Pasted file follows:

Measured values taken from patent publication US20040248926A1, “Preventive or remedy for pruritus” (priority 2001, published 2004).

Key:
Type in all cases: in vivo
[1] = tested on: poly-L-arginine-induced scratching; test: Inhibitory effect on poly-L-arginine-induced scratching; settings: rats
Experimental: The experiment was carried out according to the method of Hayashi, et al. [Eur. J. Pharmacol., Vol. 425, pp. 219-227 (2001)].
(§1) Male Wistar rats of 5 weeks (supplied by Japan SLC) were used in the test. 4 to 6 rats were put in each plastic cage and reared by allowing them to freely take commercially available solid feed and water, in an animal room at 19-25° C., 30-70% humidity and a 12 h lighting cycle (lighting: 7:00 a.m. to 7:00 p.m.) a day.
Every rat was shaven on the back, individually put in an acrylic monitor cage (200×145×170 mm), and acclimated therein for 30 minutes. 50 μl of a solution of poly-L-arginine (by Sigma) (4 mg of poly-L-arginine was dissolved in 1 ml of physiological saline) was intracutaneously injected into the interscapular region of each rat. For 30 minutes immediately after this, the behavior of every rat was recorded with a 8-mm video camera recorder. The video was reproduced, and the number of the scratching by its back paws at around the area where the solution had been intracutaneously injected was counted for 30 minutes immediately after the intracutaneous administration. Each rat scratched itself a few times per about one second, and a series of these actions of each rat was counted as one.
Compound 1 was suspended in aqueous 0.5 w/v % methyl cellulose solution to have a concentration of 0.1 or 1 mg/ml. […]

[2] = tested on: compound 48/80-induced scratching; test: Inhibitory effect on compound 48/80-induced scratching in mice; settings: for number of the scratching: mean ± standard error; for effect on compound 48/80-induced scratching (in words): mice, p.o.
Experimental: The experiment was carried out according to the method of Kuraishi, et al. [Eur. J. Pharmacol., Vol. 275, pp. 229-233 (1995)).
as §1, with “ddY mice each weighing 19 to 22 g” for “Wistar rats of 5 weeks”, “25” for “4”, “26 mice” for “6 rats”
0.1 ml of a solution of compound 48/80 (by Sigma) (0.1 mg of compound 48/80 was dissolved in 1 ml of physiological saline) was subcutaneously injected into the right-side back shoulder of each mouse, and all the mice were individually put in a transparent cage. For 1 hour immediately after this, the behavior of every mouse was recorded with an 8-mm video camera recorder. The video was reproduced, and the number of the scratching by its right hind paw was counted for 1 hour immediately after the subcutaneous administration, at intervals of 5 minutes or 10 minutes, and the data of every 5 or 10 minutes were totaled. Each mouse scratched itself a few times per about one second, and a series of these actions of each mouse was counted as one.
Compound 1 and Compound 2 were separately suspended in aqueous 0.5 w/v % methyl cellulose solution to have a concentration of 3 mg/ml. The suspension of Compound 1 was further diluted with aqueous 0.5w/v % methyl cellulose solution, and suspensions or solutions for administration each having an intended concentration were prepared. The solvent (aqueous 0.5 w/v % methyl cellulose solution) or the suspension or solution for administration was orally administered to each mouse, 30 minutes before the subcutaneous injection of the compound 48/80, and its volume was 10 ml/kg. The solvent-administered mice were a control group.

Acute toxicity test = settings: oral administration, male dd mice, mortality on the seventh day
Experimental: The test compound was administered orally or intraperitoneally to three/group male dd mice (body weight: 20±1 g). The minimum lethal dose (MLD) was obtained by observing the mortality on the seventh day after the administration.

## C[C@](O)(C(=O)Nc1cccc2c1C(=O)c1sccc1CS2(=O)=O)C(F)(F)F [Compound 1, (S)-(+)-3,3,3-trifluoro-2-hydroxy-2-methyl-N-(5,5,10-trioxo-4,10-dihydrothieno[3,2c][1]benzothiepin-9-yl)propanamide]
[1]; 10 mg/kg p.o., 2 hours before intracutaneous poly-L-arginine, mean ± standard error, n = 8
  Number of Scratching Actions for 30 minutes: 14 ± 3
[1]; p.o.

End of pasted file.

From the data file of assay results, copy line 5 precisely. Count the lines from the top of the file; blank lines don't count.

Experimental: The experiment was carried out according to the method of Hayashi, et al. [Eur. J. Pharmacol., Vol. 425, pp. 219-227 (2001)].